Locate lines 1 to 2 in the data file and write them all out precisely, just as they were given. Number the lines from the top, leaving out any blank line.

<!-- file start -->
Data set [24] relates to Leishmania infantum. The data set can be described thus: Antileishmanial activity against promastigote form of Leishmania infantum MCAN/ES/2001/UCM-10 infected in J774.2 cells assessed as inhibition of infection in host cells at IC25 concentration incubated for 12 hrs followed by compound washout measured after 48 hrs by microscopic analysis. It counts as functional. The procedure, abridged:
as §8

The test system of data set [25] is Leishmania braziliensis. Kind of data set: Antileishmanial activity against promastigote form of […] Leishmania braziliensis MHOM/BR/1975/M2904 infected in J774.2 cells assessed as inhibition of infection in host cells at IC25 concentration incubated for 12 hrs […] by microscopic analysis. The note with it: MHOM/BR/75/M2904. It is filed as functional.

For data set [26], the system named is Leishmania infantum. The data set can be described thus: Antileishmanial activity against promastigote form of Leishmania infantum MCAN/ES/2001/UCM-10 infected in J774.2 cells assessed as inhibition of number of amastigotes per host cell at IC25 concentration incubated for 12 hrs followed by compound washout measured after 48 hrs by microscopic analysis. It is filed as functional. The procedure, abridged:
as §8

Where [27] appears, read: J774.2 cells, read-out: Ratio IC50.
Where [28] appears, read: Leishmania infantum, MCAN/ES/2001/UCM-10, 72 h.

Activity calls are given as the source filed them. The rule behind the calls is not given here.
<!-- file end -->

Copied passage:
Data set [24] relates to Leishmania infantum. The data set can be described thus: Antileishmanial activity against promastigote form of Leishmania infantum MCAN/ES/2001/UCM-10 infected in J774.2 cells assessed as inhibition of infection in host cells at IC25 concentration incubated for 12 hrs followed by compound washout measured after 48 hrs by microscopic analysis. It counts as functional. The procedure, abridged:
as §8